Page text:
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Avoiding Instagram & Twitter Money Scams

Nancy Patterson - August 11, 2020

CP - Avoiding Instragram Money Scams

You know the old saying – “As grows the internet, so grows the scams.” It’s an age as old as time itself really. And as social media scams go they are far more of an issue on Facebook and WhatsApp. That said, Twitter and Instagram are for sure gaining popularity in the dark world of money scams, and their victims are paying the price in a big financial way

Here’s a statistic that’ll make you think twice about just how savvy you think you’d be when dealing with scammers via social media: According to a Stanford Center on Longevity study in 2019, 91% of social media users who have been contacted by a scammer, engaged with them, and 53% became financial victims.

If your immediate reaction is “Yikes!”, you’d be well within your faculties. It suggests that most of us need a little brushing up on what it is to look for when it comes to these money scams. Well it just so happens you have come to the right place.

The Instagram Scams

Alright so typically speaking, Instagram money scams take place when someone creates a fake profile, or even worse, is able to get into an account you are following. They then proceed to employ the account to trick you into divulging your personal data, and ultimately hoping to syphon money out of you.

Impressively, Instagram boasts over 1 billion active users, and it is absolutely infested with scammers looking to find new ways to reach their victims.

Skeptical about how prevalent it really is? Look no further than to Instagram itself who regularly offers tips and suggestions on how to avoid the nasties that they know exist within their network.

Spotting The Instagram Money Scams

  • The Money Flipping Scam

    This is a spin on the old “Want to buy a bridge?” routine. Typically the scammer will approach you with an amazing investment opportunity. Throwing around hot words like “cryptocurrency” and while displaying false return reports. But as soon as you send the investment, they magically disappear.

  • Fake AID

    These will usually ignite following a natural disaster somewhere around the world. Fake accounts will be set up to appear as they are legitimately affiliated with well-known aid organizations in order to try to elicit charitable donations from you. The big snag here is that typically you never know as you make a donation and move on feeling pretty good about yourself. Rarely do we call and follow up on our donations.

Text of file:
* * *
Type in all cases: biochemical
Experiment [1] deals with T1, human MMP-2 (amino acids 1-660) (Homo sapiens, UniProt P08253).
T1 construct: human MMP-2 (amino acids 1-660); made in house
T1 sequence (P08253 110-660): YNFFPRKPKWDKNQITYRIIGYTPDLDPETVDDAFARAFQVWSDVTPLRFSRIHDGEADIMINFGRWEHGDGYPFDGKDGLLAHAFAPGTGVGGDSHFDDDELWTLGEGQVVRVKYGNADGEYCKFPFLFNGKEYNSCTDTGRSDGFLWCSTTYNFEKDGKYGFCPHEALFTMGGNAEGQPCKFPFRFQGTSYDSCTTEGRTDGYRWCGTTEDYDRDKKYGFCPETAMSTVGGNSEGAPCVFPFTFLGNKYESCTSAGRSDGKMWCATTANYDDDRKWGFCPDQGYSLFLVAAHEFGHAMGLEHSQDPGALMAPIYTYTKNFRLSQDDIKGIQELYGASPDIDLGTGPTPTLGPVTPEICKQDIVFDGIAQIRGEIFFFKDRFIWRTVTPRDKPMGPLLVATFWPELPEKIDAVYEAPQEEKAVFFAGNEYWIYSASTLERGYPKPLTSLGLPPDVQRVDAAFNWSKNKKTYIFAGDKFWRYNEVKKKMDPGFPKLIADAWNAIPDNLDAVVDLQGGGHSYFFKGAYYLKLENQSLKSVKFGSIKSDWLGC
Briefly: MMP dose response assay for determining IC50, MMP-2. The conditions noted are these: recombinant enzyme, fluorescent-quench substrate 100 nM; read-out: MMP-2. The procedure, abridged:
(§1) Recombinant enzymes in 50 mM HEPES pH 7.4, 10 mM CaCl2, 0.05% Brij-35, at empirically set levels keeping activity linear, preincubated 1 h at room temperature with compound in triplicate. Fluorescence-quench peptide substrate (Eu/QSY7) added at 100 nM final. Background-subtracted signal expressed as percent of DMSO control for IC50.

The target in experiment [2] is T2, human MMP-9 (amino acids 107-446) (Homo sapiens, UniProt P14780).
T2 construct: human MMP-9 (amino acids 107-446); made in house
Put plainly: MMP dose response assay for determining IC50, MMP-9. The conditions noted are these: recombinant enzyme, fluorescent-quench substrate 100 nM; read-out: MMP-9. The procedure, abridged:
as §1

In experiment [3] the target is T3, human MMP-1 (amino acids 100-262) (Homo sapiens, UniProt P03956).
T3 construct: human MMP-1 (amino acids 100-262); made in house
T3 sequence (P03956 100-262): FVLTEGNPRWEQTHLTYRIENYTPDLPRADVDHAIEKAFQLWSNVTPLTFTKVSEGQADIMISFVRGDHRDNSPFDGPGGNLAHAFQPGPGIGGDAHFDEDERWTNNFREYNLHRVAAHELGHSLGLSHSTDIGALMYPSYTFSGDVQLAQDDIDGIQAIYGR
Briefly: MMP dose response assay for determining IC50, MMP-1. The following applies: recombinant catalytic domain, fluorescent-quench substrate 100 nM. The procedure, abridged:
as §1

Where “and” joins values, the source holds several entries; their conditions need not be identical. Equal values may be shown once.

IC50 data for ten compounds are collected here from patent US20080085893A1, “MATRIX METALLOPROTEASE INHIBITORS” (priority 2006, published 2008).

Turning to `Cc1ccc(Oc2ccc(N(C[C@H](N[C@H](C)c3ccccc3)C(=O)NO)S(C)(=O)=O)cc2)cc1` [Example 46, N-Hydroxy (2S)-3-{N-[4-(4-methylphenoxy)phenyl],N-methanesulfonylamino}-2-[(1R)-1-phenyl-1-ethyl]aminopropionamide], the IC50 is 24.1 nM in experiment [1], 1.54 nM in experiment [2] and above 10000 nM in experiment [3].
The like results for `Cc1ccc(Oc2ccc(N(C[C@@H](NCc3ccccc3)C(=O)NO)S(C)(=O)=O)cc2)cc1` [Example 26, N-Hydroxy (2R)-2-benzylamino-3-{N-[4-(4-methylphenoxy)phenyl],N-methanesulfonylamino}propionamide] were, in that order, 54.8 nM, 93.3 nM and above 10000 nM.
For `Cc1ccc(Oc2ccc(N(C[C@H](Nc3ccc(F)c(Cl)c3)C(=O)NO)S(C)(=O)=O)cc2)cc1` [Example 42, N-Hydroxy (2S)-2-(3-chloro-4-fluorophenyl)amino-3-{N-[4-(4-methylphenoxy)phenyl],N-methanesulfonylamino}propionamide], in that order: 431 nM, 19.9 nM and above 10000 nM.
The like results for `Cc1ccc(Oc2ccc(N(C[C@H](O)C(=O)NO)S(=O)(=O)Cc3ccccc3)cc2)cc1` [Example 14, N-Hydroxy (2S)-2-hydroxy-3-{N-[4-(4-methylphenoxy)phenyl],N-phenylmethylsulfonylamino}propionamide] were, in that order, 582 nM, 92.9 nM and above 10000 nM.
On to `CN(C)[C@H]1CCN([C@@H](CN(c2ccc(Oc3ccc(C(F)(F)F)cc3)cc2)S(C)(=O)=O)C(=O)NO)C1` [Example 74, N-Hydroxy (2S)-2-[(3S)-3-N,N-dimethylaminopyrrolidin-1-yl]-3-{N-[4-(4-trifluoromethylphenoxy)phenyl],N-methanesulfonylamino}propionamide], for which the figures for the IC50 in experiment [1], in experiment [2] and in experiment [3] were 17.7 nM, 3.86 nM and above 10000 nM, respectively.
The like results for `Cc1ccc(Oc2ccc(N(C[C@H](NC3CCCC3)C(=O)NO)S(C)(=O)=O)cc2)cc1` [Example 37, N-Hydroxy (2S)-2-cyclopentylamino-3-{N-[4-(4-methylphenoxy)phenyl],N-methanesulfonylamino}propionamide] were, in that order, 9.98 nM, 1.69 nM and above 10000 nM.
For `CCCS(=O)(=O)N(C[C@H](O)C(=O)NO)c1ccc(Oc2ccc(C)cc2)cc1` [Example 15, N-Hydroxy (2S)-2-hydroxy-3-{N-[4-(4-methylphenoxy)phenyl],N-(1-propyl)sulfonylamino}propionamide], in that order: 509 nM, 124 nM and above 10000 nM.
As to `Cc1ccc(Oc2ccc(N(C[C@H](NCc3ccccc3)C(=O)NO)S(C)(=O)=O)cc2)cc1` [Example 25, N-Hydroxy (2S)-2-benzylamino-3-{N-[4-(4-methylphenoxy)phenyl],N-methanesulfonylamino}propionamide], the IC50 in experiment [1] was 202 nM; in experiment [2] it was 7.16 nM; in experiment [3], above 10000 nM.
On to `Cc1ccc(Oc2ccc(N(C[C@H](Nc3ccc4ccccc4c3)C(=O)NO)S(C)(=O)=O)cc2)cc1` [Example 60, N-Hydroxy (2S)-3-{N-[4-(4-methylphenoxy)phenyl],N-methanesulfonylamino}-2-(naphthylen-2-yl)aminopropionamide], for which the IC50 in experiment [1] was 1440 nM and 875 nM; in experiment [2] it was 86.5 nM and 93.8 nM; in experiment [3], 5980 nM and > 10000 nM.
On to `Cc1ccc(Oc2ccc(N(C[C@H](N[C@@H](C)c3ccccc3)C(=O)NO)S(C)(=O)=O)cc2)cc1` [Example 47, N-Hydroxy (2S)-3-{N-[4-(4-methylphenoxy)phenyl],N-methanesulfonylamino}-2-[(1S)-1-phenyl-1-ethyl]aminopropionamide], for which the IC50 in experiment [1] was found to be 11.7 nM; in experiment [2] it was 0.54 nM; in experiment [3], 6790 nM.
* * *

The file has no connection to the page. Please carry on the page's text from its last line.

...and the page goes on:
• The Lotto Scam

    You’ve been alerted that you are the winner in an online lottery and a prize is waiting for you. The catch? You first have to pay some sort of fee in order to unlock your prize. Or in some cases they need the money to ship you your price/cash. You pay and again, you never hear from them again.

  • Loan Scams

    If you are ever offered some kind of instant loan program on social media. Know it’s absolute nonsense. But in these cases, you are offered an instant loan for a small advance fee. That loan will never be seen.

  • Roses Scams

    a scammer will have a sob story to rely on. Maybe they are recently divorced, or their spouse has passed away. After sending and receiving romantic messages from you, they’ll start asking for cash.

  • Job Seeker Scams

    What easier way to collect unsuspecting data than to post a fake job and direct people to their website to fill out forms. You may even be asked to pay a fee for premium placements. Unless it’s a trusted job site, I’d steer clear.

What To Do When Approached

  • Under no circumstances should you ever accept any kind of money request from someone you do not have some sort of relationship with. Never send someone you don’t know payments. It’s silly this even needs to be typed.
  • Don’t allow yourself to be pressured. Their goal is to get money out of you as fast as possible. Just slow things down a bit.
  • Never share your information with anyone you don’t know. Especially really sensitive data such as your social security number, credit card data, passwords, bank info etc.
  • Research the accounts that are contacting you. You can use CheckPeople to do online people searches on individuals who have contacted you to ensure that they are who they say they are. That they do not have a criminal history and that everything matches up as presented. It’s always good to dot your I’s and cross your T’s.

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